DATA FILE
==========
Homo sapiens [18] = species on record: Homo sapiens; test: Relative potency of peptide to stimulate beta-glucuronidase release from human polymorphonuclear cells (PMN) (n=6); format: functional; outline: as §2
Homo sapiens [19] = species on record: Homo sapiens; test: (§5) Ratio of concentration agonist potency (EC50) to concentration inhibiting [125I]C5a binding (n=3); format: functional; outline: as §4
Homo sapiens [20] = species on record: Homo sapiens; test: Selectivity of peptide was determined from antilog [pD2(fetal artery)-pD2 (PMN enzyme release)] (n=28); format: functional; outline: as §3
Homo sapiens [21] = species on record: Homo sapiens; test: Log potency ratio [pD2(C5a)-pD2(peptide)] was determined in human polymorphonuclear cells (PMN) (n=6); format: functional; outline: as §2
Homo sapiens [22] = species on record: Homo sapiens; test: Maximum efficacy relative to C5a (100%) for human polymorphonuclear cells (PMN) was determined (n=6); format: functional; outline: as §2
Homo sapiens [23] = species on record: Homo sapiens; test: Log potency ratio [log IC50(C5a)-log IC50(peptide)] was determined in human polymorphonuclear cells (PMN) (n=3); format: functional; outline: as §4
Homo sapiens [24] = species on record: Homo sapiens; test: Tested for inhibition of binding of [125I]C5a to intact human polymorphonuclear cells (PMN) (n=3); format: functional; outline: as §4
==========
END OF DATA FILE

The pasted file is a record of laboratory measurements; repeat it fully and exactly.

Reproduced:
Homo sapiens [18] = species on record: Homo sapiens; test: Relative potency of peptide to stimulate beta-glucuronidase release from human polymorphonuclear cells (PMN) (n=6); format: functional; outline: as §2
Homo sapiens [19] = species on record: Homo sapiens; test: (§5) Ratio of concentration agonist potency (EC50) to concentration inhibiting [125I]C5a binding (n=3); format: functional; outline: as §4
Homo sapiens [20] = species on record: Homo sapiens; test: Selectivity of peptide was determined from antilog [pD2(fetal artery)-pD2 (PMN enzyme release)] (n=28); format: functional; outline: as §3
Homo sapiens [21] = species on record: Homo sapiens; test: Log potency ratio [pD2(C5a)-pD2(peptide)] was determined in human polymorphonuclear cells (PMN) (n=6); format: functional; outline: as §2
Homo sapiens [22] = species on record: Homo sapiens; test: Maximum efficacy relative to C5a (100%) for human polymorphonuclear cells (PMN) was determined (n=6); format: functional; outline: as §2
Homo sapiens [23] = species on record: Homo sapiens; test: Log potency ratio [log IC50(C5a)-log IC50(peptide)] was determined in human polymorphonuclear cells (PMN) (n=3); format: functional; outline: as §4
Homo sapiens [24] = species on record: Homo sapiens; test: Tested for inhibition of binding of [125I]C5a to intact human polymorphonuclear cells (PMN) (n=3); format: functional; outline: as §4